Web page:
Labor Pains: Because Being in a Union can be Painful

UAW Officially Switching to Direct Elections

It’s official. UAW members will now get to choose their union officers through direct elections, rather than via the union’s decades-old delegate system. The historic change will be in place by June, in time for the UAW’s next election cycle.

More than 63 percent, or 89,615 of current and retired UAW members voted in favor of the switch. This month, U.S. District Judge David Lawson in Detroit approved the results of the election. The vote itself was part of the settlement deal between the UAW and the federal government after a years-long investigation revealed a deep-seated culture of corruption at the union. The settlement also includes a six-year federal monitorship.

The idea of direct elections gained popularity at the height of the federal investigation into wrongdoing at the UAW. As several high-ranking union officials, including two former UAW presidents, were accused and found guilty of contributing to a culture of luxury and excess, union members began calling for a move to a “one member, one vote” system.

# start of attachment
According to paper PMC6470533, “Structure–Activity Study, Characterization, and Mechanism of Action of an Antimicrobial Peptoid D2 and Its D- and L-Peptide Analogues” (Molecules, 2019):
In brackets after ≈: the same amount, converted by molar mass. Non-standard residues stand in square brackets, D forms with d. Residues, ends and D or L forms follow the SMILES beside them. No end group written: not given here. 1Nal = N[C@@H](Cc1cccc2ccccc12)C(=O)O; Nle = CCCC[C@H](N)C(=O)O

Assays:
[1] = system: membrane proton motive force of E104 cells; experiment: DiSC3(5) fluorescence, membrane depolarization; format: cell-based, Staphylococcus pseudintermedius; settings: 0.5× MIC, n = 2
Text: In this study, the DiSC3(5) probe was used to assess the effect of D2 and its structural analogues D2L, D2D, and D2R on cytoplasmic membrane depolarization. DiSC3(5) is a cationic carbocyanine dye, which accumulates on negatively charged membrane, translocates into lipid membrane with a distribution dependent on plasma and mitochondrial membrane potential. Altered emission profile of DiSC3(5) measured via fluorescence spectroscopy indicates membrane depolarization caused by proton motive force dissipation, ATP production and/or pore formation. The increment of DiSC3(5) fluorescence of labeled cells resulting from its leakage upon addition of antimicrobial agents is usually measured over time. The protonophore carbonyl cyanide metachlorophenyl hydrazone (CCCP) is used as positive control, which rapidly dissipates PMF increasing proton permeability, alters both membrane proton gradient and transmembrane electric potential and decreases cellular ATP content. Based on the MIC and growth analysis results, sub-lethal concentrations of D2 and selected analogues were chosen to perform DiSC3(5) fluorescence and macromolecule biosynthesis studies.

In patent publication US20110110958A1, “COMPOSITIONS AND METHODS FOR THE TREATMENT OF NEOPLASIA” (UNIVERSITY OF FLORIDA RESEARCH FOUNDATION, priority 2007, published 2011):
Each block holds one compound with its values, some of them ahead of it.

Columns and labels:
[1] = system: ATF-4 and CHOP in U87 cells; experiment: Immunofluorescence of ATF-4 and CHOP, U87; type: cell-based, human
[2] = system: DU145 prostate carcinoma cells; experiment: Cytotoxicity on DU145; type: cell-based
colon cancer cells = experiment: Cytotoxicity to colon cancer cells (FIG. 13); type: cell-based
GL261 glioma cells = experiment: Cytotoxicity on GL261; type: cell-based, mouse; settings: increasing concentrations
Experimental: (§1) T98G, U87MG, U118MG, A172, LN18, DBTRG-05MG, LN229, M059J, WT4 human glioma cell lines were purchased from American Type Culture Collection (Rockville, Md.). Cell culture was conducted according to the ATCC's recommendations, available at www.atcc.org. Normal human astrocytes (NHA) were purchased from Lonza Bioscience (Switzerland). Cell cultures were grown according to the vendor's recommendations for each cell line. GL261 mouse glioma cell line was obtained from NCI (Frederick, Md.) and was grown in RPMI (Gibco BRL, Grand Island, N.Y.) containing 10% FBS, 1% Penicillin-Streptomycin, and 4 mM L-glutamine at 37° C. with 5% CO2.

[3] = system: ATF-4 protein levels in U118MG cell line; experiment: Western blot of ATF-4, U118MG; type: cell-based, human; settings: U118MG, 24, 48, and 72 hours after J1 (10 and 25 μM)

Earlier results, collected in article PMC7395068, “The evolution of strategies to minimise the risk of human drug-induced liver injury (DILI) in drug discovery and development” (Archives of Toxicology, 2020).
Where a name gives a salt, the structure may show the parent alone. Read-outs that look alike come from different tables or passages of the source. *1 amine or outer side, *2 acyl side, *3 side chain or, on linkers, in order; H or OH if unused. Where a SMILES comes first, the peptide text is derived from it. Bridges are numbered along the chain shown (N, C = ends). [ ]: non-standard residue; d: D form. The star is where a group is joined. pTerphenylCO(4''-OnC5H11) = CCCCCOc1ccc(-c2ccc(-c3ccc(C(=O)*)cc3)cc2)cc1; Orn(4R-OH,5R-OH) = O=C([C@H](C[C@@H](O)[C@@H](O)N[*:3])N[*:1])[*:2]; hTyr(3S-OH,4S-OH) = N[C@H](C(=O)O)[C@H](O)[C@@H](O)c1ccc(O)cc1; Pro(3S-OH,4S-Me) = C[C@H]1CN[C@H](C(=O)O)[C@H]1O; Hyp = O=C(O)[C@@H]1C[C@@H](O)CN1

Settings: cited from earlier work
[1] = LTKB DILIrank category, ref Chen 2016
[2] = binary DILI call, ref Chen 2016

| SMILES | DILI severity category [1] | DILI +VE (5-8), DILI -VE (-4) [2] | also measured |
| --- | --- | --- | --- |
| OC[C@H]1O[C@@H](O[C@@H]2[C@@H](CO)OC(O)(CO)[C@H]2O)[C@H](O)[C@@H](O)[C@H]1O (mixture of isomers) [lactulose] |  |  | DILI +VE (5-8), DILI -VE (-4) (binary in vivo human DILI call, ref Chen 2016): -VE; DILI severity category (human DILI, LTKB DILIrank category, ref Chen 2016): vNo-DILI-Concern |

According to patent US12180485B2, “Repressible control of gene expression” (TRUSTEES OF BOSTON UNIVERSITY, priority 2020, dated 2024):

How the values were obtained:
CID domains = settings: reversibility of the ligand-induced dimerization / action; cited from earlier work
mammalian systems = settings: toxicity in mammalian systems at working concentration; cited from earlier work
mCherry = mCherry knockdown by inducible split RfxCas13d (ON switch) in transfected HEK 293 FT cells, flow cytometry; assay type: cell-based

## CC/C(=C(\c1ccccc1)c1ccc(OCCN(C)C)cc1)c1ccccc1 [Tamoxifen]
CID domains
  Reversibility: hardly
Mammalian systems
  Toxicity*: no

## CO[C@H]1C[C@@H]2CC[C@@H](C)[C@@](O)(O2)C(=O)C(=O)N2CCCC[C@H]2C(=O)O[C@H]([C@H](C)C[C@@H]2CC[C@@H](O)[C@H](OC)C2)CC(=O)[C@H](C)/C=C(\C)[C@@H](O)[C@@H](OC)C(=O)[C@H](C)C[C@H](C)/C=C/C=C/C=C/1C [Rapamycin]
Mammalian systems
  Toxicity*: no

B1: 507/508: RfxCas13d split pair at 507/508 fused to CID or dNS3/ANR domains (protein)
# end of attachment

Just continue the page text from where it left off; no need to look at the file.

Of course, UAW leaders have been against switching up the status quo. Now-retired UAW President Rory Gamble came out against changing the voting system, saying “how we elect our leadership involves corruption in any way is just not true.” The union’s Administration Caucus even launched a new website ahead of the vote called ProtectTheWheel.org. It’s goal was to get members to “maintain the delegate voting system.” The union even tried to amend the rules of the election “to potentially allow limited and monitored use of union resources.”

But the voices of thousands of union members were heard in the end. Even with this major change to how the UAW elects its leaders, the union stil has a long way to go to regain members’ trust.

 

Categories: UAW